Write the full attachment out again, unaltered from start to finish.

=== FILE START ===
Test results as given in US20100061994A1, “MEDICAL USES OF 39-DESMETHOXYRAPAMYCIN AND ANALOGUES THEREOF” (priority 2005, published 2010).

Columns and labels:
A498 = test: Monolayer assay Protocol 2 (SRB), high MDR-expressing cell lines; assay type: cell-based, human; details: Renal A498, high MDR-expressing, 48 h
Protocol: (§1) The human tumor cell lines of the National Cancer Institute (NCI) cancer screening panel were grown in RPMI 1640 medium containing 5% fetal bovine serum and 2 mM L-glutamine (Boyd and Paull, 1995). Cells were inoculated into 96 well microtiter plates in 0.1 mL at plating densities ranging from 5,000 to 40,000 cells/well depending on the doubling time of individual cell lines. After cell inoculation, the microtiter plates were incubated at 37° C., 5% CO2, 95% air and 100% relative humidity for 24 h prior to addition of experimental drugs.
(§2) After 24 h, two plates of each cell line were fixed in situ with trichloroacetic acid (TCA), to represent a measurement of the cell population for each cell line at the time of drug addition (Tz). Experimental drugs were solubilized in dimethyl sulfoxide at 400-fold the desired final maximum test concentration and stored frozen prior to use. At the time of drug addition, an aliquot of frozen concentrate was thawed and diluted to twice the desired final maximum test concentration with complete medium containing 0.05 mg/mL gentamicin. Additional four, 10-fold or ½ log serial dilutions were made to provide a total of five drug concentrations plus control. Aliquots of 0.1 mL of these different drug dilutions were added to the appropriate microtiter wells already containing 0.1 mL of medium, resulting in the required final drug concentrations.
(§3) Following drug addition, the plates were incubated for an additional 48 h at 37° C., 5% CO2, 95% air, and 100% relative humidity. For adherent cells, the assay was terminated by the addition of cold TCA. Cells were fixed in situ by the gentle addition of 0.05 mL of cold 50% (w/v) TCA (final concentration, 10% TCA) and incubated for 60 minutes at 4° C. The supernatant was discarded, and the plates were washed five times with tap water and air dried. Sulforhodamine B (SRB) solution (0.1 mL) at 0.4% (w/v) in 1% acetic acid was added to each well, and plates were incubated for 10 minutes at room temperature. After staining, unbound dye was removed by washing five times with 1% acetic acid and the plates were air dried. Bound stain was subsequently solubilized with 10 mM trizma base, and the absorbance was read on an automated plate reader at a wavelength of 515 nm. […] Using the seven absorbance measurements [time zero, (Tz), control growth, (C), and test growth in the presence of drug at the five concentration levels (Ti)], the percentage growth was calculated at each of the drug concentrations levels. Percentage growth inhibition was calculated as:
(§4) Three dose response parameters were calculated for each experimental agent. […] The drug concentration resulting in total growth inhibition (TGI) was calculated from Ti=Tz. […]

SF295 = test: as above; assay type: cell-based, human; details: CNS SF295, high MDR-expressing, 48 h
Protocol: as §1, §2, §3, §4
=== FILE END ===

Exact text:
Test results as given in US20100061994A1, “MEDICAL USES OF 39-DESMETHOXYRAPAMYCIN AND ANALOGUES THEREOF” (priority 2005, published 2010).

Columns and labels:
A498 = test: Monolayer assay Protocol 2 (SRB), high MDR-expressing cell lines; assay type: cell-based, human; details: Renal A498, high MDR-expressing, 48 h
Protocol: (§1) The human tumor cell lines of the National Cancer Institute (NCI) cancer screening panel were grown in RPMI 1640 medium containing 5% fetal bovine serum and 2 mM L-glutamine (Boyd and Paull, 1995). Cells were inoculated into 96 well microtiter plates in 0.1 mL at plating densities ranging from 5,000 to 40,000 cells/well depending on the doubling time of individual cell lines. After cell inoculation, the microtiter plates were incubated at 37° C., 5% CO2, 95% air and 100% relative humidity for 24 h prior to addition of experimental drugs.
(§2) After 24 h, two plates of each cell line were fixed in situ with trichloroacetic acid (TCA), to represent a measurement of the cell population for each cell line at the time of drug addition (Tz). Experimental drugs were solubilized in dimethyl sulfoxide at 400-fold the desired final maximum test concentration and stored frozen prior to use. At the time of drug addition, an aliquot of frozen concentrate was thawed and diluted to twice the desired final maximum test concentration with complete medium containing 0.05 mg/mL gentamicin. Additional four, 10-fold or ½ log serial dilutions were made to provide a total of five drug concentrations plus control. Aliquots of 0.1 mL of these different drug dilutions were added to the appropriate microtiter wells already containing 0.1 mL of medium, resulting in the required final drug concentrations.
(§3) Following drug addition, the plates were incubated for an additional 48 h at 37° C., 5% CO2, 95% air, and 100% relative humidity. For adherent cells, the assay was terminated by the addition of cold TCA. Cells were fixed in situ by the gentle addition of 0.05 mL of cold 50% (w/v) TCA (final concentration, 10% TCA) and incubated for 60 minutes at 4° C. The supernatant was discarded, and the plates were washed five times with tap water and air dried. Sulforhodamine B (SRB) solution (0.1 mL) at 0.4% (w/v) in 1% acetic acid was added to each well, and plates were incubated for 10 minutes at room temperature. After staining, unbound dye was removed by washing five times with 1% acetic acid and the plates were air dried. Bound stain was subsequently solubilized with 10 mM trizma base, and the absorbance was read on an automated plate reader at a wavelength of 515 nm. […] Using the seven absorbance measurements [time zero, (Tz), control growth, (C), and test growth in the presence of drug at the five concentration levels (Ti)], the percentage growth was calculated at each of the drug concentrations levels. Percentage growth inhibition was calculated as:
(§4) Three dose response parameters were calculated for each experimental agent. […] The drug concentration resulting in total growth inhibition (TGI) was calculated from Ti=Tz. […]

SF295 = test: as above; assay type: cell-based, human; details: CNS SF295, high MDR-expressing, 48 h
Protocol: as §1, §2, §3, §4